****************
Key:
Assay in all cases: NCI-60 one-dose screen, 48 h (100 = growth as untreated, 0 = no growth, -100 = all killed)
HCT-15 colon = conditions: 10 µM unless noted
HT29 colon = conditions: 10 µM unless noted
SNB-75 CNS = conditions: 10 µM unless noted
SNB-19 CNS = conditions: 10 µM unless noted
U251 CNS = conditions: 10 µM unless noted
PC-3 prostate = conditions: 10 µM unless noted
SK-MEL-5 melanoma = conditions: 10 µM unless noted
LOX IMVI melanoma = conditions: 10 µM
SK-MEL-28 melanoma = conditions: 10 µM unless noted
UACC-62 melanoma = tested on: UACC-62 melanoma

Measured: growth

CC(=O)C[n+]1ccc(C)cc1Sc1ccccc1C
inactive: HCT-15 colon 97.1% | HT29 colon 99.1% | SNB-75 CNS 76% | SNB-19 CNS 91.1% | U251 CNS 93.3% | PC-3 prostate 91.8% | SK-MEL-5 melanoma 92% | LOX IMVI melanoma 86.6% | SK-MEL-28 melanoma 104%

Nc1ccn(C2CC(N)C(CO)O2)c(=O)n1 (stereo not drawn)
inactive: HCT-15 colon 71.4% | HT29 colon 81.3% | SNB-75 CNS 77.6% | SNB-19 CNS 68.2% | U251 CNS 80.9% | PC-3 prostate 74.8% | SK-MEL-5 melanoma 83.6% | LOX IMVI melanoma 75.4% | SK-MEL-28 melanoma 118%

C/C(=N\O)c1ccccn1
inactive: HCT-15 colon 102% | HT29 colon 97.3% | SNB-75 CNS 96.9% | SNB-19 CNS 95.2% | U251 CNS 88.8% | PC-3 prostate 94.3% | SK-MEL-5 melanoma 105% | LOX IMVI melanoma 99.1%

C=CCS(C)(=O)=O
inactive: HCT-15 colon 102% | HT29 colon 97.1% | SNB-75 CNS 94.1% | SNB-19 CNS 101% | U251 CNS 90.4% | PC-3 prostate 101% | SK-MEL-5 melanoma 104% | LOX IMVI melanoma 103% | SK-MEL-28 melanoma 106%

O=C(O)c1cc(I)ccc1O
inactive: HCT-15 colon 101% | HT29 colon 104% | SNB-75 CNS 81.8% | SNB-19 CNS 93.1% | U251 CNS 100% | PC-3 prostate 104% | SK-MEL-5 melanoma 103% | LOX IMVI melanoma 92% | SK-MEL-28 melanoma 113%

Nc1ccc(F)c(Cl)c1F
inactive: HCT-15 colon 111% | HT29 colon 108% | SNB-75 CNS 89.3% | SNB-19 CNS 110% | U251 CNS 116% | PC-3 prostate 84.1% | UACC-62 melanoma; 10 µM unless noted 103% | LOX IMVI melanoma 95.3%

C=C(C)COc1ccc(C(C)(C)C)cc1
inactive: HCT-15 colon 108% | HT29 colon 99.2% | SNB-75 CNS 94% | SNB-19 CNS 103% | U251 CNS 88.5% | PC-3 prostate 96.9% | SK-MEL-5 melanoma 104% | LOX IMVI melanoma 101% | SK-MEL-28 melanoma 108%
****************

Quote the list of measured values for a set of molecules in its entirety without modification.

Key:
Assay in all cases: NCI-60 one-dose screen, 48 h (100 = growth as untreated, 0 = no growth, -100 = all killed)
HCT-15 colon = conditions: 10 µM unless noted
HT29 colon = conditions: 10 µM unless noted
SNB-75 CNS = conditions: 10 µM unless noted
SNB-19 CNS = conditions: 10 µM unless noted
U251 CNS = conditions: 10 µM unless noted
PC-3 prostate = conditions: 10 µM unless noted
SK-MEL-5 melanoma = conditions: 10 µM unless noted
LOX IMVI melanoma = conditions: 10 µM
SK-MEL-28 melanoma = conditions: 10 µM unless noted
UACC-62 melanoma = tested on: UACC-62 melanoma

Measured: growth

CC(=O)C[n+]1ccc(C)cc1Sc1ccccc1C
inactive: HCT-15 colon 97.1% | HT29 colon 99.1% | SNB-75 CNS 76% | SNB-19 CNS 91.1% | U251 CNS 93.3% | PC-3 prostate 91.8% | SK-MEL-5 melanoma 92% | LOX IMVI melanoma 86.6% | SK-MEL-28 melanoma 104%

Nc1ccn(C2CC(N)C(CO)O2)c(=O)n1 (stereo not drawn)
inactive: HCT-15 colon 71.4% | HT29 colon 81.3% | SNB-75 CNS 77.6% | SNB-19 CNS 68.2% | U251 CNS 80.9% | PC-3 prostate 74.8% | SK-MEL-5 melanoma 83.6% | LOX IMVI melanoma 75.4% | SK-MEL-28 melanoma 118%

C/C(=N\O)c1ccccn1
inactive: HCT-15 colon 102% | HT29 colon 97.3% | SNB-75 CNS 96.9% | SNB-19 CNS 95.2% | U251 CNS 88.8% | PC-3 prostate 94.3% | SK-MEL-5 melanoma 105% | LOX IMVI melanoma 99.1%

C=CCS(C)(=O)=O
inactive: HCT-15 colon 102% | HT29 colon 97.1% | SNB-75 CNS 94.1% | SNB-19 CNS 101% | U251 CNS 90.4% | PC-3 prostate 101% | SK-MEL-5 melanoma 104% | LOX IMVI melanoma 103% | SK-MEL-28 melanoma 106%

O=C(O)c1cc(I)ccc1O
inactive: HCT-15 colon 101% | HT29 colon 104% | SNB-75 CNS 81.8% | SNB-19 CNS 93.1% | U251 CNS 100% | PC-3 prostate 104% | SK-MEL-5 melanoma 103% | LOX IMVI melanoma 92% | SK-MEL-28 melanoma 113%

Nc1ccc(F)c(Cl)c1F
inactive: HCT-15 colon 111% | HT29 colon 108% | SNB-75 CNS 89.3% | SNB-19 CNS 110% | U251 CNS 116% | PC-3 prostate 84.1% | UACC-62 melanoma; 10 µM unless noted 103% | LOX IMVI melanoma 95.3%

C=C(C)COc1ccc(C(C)(C)C)cc1
inactive: HCT-15 colon 108% | HT29 colon 99.2% | SNB-75 CNS 94% | SNB-19 CNS 103% | U251 CNS 88.5% | PC-3 prostate 96.9% | SK-MEL-5 melanoma 104% | LOX IMVI melanoma 101% | SK-MEL-28 melanoma 108%